Natalie Goldberg has a stellar collection and everything she writes is like star dust for the writer's soul. I just finished reading Long Quiet Highway, one of her memoirs. I am diving into Writing Down the Bones, for the second time and totally head over heels. One of my favorite parts is that she frames writing as a practice. Sitting down at the table, pulling out the pen and paper, and writing. Writing for the heart, from deep personal experience, first thoughts, raw, beautiful, words. I love how she acknowledges that sometimes it's hard to get the hands moving, the thoughts flowing. So she offers prompts. I thought about how I could start using some prompts in my #100daysproject as it could help me expand a little. So here we go.
Prompt: Tell about the quality of light coming through your window.
As I sit here in my work clothes, I am basking in warm, Pacific Northwest sunshine. It's April 15th, tax day, feeling my stomach gurgle from hunger pangs, but I know I need to sit here right now and write. The light reminds me of happy hour on patios, a 5pm kind of light. It's not quite summer, but the heat on my face reminds me to pull out the sunscreen for future outdoor playtime. The fish tank is illuminated in just the right way, as it sits in my writing nook. My engagement ring sparkles, which reminds me of all the happiness my partnership infuses into my life. I think about how I want the sun to shine like this on my wedding day, being surrounded by my tribe and by the sunshine, the essence of life.
Days like these are coveted in the Pacific Northwest, although the winter was so mild. Typically, this time of year comes around and we unravel and stretch, soaking it up like we haven't seen daylight for years. But this year, the blooms are early, because there was so much light. Maybe a contrast to what is happening in the world, a lot of darkness. I close my eyes and let the light sink into my face and skin, my hands typing away on the keyboard.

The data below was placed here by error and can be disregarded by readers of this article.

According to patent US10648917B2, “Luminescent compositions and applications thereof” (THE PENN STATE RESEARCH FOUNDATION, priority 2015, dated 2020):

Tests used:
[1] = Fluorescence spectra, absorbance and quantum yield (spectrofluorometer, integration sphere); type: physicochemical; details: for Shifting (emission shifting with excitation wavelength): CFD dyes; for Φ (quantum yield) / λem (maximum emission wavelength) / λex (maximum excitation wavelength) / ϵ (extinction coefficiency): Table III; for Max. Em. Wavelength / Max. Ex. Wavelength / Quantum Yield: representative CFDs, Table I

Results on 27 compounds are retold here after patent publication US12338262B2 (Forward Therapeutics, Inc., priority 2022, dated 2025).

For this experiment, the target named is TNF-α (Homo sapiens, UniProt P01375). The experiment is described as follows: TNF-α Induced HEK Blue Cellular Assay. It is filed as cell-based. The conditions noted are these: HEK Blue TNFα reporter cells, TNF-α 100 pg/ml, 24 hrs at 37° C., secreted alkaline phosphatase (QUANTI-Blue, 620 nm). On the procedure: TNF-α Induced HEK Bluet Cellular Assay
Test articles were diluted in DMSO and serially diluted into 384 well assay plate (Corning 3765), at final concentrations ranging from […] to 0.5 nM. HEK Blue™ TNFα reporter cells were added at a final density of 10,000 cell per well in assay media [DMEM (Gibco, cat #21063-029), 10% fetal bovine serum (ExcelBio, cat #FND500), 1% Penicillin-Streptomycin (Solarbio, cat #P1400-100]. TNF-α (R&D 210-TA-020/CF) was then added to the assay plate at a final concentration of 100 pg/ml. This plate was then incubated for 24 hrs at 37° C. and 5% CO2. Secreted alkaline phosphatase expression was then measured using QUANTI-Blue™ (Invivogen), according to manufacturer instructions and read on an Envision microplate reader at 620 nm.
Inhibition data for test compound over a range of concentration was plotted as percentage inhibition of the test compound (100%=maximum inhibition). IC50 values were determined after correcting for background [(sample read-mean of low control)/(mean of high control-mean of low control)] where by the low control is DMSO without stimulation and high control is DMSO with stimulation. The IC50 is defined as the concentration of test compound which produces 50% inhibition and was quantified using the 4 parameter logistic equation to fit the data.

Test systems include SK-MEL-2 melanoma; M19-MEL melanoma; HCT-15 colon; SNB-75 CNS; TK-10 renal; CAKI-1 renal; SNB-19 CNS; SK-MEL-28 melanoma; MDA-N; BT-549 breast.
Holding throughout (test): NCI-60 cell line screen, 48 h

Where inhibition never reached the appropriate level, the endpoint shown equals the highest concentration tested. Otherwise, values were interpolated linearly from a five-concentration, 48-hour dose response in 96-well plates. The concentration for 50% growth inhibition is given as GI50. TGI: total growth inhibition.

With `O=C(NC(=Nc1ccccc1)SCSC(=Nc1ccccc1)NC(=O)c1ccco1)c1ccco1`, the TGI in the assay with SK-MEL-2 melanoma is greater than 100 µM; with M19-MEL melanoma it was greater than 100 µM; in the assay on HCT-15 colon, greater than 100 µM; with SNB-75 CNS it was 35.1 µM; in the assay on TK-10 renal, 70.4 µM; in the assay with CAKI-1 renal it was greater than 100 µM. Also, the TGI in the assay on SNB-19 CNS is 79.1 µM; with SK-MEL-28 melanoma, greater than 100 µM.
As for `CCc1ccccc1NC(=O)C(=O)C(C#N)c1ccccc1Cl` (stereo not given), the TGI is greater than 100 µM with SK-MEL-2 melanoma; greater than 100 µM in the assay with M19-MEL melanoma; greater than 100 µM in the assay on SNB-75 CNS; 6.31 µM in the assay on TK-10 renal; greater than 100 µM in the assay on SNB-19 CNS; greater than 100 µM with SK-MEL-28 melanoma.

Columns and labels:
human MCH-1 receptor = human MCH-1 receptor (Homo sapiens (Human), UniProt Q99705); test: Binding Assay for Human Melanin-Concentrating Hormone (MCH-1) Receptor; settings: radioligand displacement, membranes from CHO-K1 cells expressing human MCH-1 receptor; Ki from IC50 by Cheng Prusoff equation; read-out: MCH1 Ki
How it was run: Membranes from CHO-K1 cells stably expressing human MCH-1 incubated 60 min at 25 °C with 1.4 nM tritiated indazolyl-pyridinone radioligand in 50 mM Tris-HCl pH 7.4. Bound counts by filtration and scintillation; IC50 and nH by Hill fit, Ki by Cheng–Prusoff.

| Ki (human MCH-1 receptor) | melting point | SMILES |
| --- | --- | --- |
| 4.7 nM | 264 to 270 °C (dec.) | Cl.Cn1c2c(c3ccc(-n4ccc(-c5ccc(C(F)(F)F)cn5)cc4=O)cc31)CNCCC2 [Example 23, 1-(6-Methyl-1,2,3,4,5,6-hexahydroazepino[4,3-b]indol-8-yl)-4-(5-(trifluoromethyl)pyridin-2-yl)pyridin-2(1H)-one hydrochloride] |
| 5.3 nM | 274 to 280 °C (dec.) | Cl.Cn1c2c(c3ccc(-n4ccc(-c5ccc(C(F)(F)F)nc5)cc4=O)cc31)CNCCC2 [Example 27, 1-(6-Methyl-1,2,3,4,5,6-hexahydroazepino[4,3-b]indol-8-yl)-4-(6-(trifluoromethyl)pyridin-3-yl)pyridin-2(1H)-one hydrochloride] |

Still hungry, but savoring the warmth. My office has been so cold so it feels good to warm up. I wonder what it's like to not know the sunshine, to never have experienced it. Does that happen? The thought of it makes me sad. I glance over at my meditation cushion and the sunlight hits it in a way where it is split down the middle evenly: half of it dark covered in dark, the other in sunshine. Huh. Interesting how shadows show up in our lives. I get that.
The light that travels through is impermanent. Like everything else, yet I don't want it to be. I can barely see the lilac bush as I sit at my desk. They came early this year. The fragrance pops through usually at night. The flowers remind me of my birthday and how they would always bloom in May in Maine. There the light arrives a little later. The sun will set and my desk will feel different; more cold, more closed up. I will sleep and then wake up. The sun shining in again, but a different type of light will emerge. Morning light feels so different than afternoon light. A cat knows this, I am sure.
I unravel and stretch, needing something to eat. to the light: I honor you. Thank you.